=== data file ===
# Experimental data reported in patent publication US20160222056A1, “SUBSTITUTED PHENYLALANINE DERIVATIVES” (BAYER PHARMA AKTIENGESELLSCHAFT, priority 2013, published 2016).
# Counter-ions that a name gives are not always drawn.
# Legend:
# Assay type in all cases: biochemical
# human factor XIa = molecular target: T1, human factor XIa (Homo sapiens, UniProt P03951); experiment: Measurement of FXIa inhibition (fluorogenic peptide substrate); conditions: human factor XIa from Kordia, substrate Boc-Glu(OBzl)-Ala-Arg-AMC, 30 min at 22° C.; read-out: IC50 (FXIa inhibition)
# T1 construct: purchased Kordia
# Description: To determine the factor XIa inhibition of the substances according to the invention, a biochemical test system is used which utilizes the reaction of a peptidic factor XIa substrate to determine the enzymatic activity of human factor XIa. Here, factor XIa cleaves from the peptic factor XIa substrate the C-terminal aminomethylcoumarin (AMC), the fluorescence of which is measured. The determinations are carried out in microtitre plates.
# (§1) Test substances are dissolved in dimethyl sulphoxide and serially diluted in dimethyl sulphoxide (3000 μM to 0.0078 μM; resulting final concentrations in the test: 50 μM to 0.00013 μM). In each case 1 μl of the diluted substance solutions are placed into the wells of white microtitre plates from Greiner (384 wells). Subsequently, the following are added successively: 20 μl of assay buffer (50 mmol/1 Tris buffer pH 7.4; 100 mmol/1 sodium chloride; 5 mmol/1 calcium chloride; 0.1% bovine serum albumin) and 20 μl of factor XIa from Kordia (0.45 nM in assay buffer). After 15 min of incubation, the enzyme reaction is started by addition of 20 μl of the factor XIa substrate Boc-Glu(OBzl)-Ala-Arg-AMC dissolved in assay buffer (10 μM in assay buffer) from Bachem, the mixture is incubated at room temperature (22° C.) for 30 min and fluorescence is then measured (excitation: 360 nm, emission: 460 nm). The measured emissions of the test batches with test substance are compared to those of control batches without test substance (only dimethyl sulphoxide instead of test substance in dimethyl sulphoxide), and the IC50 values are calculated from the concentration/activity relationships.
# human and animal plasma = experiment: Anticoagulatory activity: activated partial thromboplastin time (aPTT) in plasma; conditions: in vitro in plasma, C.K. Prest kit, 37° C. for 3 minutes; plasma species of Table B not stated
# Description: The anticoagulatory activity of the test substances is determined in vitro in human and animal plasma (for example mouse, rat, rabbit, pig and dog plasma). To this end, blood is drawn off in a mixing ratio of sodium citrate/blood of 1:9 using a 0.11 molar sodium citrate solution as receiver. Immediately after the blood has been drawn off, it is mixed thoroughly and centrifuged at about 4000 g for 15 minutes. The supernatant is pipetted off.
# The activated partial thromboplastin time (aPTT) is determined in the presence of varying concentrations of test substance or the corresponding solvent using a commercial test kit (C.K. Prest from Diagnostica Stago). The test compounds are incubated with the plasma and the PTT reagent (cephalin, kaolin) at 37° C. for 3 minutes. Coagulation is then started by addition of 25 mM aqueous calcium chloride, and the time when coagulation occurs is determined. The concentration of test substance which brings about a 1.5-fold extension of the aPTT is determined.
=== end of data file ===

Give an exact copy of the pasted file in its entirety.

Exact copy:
# Experimental data reported in patent publication US20160222056A1, “SUBSTITUTED PHENYLALANINE DERIVATIVES” (BAYER PHARMA AKTIENGESELLSCHAFT, priority 2013, published 2016).
# Counter-ions that a name gives are not always drawn.
# Legend:
# Assay type in all cases: biochemical
# human factor XIa = molecular target: T1, human factor XIa (Homo sapiens, UniProt P03951); experiment: Measurement of FXIa inhibition (fluorogenic peptide substrate); conditions: human factor XIa from Kordia, substrate Boc-Glu(OBzl)-Ala-Arg-AMC, 30 min at 22° C.; read-out: IC50 (FXIa inhibition)
# T1 construct: purchased Kordia
# Description: To determine the factor XIa inhibition of the substances according to the invention, a biochemical test system is used which utilizes the reaction of a peptidic factor XIa substrate to determine the enzymatic activity of human factor XIa. Here, factor XIa cleaves from the peptic factor XIa substrate the C-terminal aminomethylcoumarin (AMC), the fluorescence of which is measured. The determinations are carried out in microtitre plates.
# (§1) Test substances are dissolved in dimethyl sulphoxide and serially diluted in dimethyl sulphoxide (3000 μM to 0.0078 μM; resulting final concentrations in the test: 50 μM to 0.00013 μM). In each case 1 μl of the diluted substance solutions are placed into the wells of white microtitre plates from Greiner (384 wells). Subsequently, the following are added successively: 20 μl of assay buffer (50 mmol/1 Tris buffer pH 7.4; 100 mmol/1 sodium chloride; 5 mmol/1 calcium chloride; 0.1% bovine serum albumin) and 20 μl of factor XIa from Kordia (0.45 nM in assay buffer). After 15 min of incubation, the enzyme reaction is started by addition of 20 μl of the factor XIa substrate Boc-Glu(OBzl)-Ala-Arg-AMC dissolved in assay buffer (10 μM in assay buffer) from Bachem, the mixture is incubated at room temperature (22° C.) for 30 min and fluorescence is then measured (excitation: 360 nm, emission: 460 nm). The measured emissions of the test batches with test substance are compared to those of control batches without test substance (only dimethyl sulphoxide instead of test substance in dimethyl sulphoxide), and the IC50 values are calculated from the concentration/activity relationships.
# human and animal plasma = experiment: Anticoagulatory activity: activated partial thromboplastin time (aPTT) in plasma; conditions: in vitro in plasma, C.K. Prest kit, 37° C. for 3 minutes; plasma species of Table B not stated
# Description: The anticoagulatory activity of the test substances is determined in vitro in human and animal plasma (for example mouse, rat, rabbit, pig and dog plasma). To this end, blood is drawn off in a mixing ratio of sodium citrate/blood of 1:9 using a 0.11 molar sodium citrate solution as receiver. Immediately after the blood has been drawn off, it is mixed thoroughly and centrifuged at about 4000 g for 15 minutes. The supernatant is pipetted off.
# The activated partial thromboplastin time (aPTT) is determined in the presence of varying concentrations of test substance or the corresponding solvent using a commercial test kit (C.K. Prest from Diagnostica Stago). The test compounds are incubated with the plasma and the PTT reagent (cephalin, kaolin) at 37° C. for 3 minutes. Coagulation is then started by addition of 25 mM aqueous calcium chloride, and the time when coagulation occurs is determined. The concentration of test substance which brings about a 1.5-fold extension of the aPTT is determined.